Chairman Of The Joint Chiefs: DADT 'Belies Us As An Institution'
The chairman of the Joint Chiefs of Staff Mike Mullen, who in the past has supported a repeal of "don't ask, don't tell," reiterated his personal feelings on the policy this morning on ABC News' "This Week" with Christiane Amanpour. Mullens refused to comment on the Pentagon survey which is set to be released to the public next week. An excerpt from the transcript from the interview:
AMANPOUR: You support it, though, repealing "don't
MULLEN: From my personal perspective, absolutely.
MULLEN: Because I think it -- it belies us as an
institution. We value integrity as an institution.
AMANPOUR: You mean forcing them to lie about what
MULLEN: And then -- and then asking individuals to
come in and lie about who they are every day goes counter to who we
are as an institution.
Watch the interview with Amanpour, AFTER THE JUMP. The discussion over DADT begins at the 4:45 mark.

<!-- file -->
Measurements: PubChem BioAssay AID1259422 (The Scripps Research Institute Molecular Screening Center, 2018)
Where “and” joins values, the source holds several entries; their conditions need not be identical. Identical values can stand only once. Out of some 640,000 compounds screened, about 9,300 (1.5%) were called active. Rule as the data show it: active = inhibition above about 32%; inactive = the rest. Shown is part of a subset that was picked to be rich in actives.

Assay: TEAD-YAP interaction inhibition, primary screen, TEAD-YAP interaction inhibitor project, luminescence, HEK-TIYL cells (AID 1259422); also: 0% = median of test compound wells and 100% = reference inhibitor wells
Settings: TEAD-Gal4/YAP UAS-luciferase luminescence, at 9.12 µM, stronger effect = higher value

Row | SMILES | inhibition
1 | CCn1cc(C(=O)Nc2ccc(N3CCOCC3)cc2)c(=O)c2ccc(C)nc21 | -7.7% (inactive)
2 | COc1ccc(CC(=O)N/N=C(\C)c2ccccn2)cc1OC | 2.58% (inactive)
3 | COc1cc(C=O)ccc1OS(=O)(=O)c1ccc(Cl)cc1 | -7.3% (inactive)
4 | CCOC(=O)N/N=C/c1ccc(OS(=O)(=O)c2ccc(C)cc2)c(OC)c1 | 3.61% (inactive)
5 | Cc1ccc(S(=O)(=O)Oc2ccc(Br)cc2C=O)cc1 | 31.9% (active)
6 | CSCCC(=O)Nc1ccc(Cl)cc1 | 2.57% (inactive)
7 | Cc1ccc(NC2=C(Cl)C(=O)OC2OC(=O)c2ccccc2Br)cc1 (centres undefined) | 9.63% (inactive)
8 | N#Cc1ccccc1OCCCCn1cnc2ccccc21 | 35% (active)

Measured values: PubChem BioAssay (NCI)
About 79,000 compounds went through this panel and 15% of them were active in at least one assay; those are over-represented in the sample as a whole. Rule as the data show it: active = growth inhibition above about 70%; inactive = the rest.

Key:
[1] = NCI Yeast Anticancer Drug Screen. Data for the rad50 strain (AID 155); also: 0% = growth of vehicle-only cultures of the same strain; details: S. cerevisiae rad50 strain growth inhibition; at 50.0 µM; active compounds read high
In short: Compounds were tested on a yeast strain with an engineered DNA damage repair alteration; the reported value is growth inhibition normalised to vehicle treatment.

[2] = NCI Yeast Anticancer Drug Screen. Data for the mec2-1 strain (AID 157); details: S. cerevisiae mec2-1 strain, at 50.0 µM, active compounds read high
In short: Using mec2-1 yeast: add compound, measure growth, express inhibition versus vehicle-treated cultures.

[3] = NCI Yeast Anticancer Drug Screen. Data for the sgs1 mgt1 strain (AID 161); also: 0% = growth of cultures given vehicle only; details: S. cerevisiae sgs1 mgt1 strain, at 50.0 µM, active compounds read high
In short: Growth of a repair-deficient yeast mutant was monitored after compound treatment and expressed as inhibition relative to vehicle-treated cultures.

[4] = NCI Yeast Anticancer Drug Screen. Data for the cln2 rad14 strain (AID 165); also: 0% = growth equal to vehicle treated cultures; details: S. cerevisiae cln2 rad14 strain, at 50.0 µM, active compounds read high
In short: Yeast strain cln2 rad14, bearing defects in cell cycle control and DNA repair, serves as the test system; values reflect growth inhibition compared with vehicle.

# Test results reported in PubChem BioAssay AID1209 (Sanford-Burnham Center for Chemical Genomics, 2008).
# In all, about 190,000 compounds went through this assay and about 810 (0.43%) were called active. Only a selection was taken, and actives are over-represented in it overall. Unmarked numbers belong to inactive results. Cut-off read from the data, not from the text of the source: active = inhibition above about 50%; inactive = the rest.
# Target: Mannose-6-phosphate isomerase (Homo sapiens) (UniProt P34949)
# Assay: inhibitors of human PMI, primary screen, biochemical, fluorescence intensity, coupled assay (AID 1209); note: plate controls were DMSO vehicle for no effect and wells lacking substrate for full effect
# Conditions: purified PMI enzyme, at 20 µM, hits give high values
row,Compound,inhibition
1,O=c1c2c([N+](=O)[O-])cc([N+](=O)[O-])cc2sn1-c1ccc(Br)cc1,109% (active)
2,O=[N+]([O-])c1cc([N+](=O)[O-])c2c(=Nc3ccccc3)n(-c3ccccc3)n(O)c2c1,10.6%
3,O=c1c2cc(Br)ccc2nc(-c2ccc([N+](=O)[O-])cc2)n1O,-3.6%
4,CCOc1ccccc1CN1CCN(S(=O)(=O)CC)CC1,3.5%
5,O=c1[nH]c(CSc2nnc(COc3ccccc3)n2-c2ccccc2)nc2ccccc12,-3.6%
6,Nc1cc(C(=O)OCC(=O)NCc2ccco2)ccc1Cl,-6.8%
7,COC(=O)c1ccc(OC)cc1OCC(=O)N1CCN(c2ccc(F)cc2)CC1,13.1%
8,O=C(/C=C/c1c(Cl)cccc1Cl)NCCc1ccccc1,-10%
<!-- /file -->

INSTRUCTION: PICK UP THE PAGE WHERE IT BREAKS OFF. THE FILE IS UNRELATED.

Mullens was busy making the political show rounds this morning. He also popped over at CNN's "State of the Union" where he told Candy Crowley that brand new Marine Commandant Gen. James Amos would have no choice but to move forward with the repeal if it was indeed put into effect.
According to CNN: "Mullen said there was 'no question' that Marine Commandant Gen. James Amos, an opponent of repealing the 'don't ask, don't tell' policy at this time, would implement all necessary changes to allow openly gay Marines to serve if Congress passes a repeal measure. 'He basically said that if this law changes, we are going to implement it, and we are going to implement it better than anybody else,' Mullen said of comments Amos recently made at a townhall-style meeting with Marines."